string x;
foo ()
{ Student x;
doit (‘a’);
doit (char x)
for (int x=0; x < 10; x++)
Y y;
<= What is known?
Scope Rules
C may need access to variables
declared in either B or A.
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Scope Rules
The key idea in static scope rules is
that bindings are defined by the
physical (lexical) structure of the
program. At compile time, the system
figures out how many static links it has
to follow, making it more efficient.
 You can use a display to make it more
efficient. Display - a vector of pointers
to currently active static chain frames
on the runtime stack
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Scope Rules
With dynamic scope rules,
– To resolve a reference, we use the most recent,
active binding made at run time
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polymorphism is a programming language feature
that allows values of different data types to be
handled using a uniform interface
 polymorphic function: generalized
parameter type (often thru inheritance or
 ad hoc polymorphism: overloading
 generic function: a syntactic template that
can be instantiated in more than one way at
compile time
Static scope requires following static chains.
May want to save time with a display
Red is dynamic pointers. Blue dotted is static pointers.
Binding of Referencing Environments
Accessing variables with dynamic
– (1) keep a stack (association list) of all
active variables
• When you need to find a variable, hunt down
from top of stack
• This is equivalent to searching the activation
records on the dynamic chain
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Binding of Referencing Environments
Accessing variables with dynamic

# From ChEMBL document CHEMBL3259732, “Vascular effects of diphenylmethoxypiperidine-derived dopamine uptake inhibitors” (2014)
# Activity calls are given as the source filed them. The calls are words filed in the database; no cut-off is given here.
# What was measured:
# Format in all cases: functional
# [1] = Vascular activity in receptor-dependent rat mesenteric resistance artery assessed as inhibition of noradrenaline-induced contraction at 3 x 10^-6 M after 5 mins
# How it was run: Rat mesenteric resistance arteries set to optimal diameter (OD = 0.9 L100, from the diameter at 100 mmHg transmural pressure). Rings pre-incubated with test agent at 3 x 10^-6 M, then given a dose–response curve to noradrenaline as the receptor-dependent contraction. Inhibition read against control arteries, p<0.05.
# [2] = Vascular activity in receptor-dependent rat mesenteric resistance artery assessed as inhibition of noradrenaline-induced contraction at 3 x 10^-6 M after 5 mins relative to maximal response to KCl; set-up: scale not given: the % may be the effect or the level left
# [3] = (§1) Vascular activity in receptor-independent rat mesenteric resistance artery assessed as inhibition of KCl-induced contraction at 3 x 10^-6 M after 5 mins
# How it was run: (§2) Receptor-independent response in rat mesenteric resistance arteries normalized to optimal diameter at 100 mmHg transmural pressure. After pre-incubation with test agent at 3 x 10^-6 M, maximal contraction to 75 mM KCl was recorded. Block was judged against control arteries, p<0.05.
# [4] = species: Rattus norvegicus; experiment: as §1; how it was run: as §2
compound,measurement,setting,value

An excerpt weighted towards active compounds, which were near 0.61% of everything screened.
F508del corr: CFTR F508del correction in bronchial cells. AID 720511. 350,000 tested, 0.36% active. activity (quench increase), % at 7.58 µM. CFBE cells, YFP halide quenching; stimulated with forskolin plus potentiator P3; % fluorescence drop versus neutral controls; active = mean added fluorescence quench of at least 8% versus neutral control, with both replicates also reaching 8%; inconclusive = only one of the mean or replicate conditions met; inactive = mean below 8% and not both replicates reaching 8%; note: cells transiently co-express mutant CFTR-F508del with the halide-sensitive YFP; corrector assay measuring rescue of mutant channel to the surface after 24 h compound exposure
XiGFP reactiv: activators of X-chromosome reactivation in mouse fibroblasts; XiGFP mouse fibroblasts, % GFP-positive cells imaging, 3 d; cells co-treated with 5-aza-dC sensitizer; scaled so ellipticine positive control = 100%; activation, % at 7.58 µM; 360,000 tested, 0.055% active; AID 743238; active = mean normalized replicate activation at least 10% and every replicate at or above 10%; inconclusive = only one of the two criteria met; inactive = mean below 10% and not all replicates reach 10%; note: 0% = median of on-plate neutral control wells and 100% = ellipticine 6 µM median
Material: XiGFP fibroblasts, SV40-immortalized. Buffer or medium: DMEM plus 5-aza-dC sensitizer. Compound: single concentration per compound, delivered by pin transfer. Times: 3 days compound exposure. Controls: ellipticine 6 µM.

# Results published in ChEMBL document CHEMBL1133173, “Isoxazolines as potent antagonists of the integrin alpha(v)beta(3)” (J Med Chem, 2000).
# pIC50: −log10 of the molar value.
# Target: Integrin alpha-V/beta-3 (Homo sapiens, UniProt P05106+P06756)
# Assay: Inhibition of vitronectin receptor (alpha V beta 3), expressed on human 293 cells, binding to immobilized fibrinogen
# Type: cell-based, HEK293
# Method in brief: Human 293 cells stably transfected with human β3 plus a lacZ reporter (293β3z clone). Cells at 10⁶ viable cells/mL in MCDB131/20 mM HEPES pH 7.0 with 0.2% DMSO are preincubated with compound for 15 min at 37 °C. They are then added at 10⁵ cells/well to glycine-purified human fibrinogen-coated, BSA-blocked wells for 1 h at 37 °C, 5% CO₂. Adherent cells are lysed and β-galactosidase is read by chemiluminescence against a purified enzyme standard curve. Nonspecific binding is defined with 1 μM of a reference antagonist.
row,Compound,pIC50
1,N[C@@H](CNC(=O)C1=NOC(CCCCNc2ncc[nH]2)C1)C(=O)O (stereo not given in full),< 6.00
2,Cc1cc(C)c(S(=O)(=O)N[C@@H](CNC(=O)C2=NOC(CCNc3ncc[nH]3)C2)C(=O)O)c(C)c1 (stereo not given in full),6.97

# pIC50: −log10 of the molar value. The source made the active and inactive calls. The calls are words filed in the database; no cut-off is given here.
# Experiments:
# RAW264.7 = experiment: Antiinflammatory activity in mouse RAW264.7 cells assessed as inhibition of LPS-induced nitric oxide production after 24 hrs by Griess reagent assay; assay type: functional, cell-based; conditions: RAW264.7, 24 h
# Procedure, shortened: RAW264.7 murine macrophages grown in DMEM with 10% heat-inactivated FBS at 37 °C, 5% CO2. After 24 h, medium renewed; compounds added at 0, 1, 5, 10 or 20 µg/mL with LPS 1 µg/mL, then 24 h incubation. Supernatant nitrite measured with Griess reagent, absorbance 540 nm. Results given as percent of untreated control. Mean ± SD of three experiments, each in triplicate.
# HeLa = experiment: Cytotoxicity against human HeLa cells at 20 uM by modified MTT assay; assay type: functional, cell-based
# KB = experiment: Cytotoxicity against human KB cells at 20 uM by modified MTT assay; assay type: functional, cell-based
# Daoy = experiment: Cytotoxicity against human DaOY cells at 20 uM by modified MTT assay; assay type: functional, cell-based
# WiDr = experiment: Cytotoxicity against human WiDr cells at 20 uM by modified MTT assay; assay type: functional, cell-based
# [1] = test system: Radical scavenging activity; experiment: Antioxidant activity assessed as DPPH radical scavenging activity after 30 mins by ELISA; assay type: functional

– (2) keep a central table with one slot for
every variable name
• If names cannot be created at run time, the
table layout (and the location of every slot)
can be fixed at compile time
• Otherwise, you'll need a hash function or
some method to do lookup
• Every subroutine changes the table entries
for its locals at entry and exit.
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Binding of Referencing Environments
(1 association list) gives you slow access
but fast calls
 (2 central table) gives you slow calls but
fast access
In effect, variable lookup in a dynamicallyscoped language corresponds to symbol table
lookup in a statically-scoped language
 Because static scope rules tend to be more
complicated, however, the data structure and
lookup algorithm are more complicated
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Binding of Referencing Environments
Referencing Environment of a
statement at run time is the set of
active bindings
 A referencing environment
corresponds to a collection of scopes
that are examined (in order) to find a
Copyright © 2009 Elsevier
The morals of the story:
– language features can be surprisingly
– designing languages to make life easier
for the compiler writer can be a GOOD
– most of the languages that are easy to
understand are easy to compile, and
vice versa
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A language that is easy to compile
often leads to
– more good compilers on more machines
– better (faster) code
– fewer compiler bugs
– smaller, cheaper, faster compilers
– better diagnostics
Copyright © 2009 Elsevier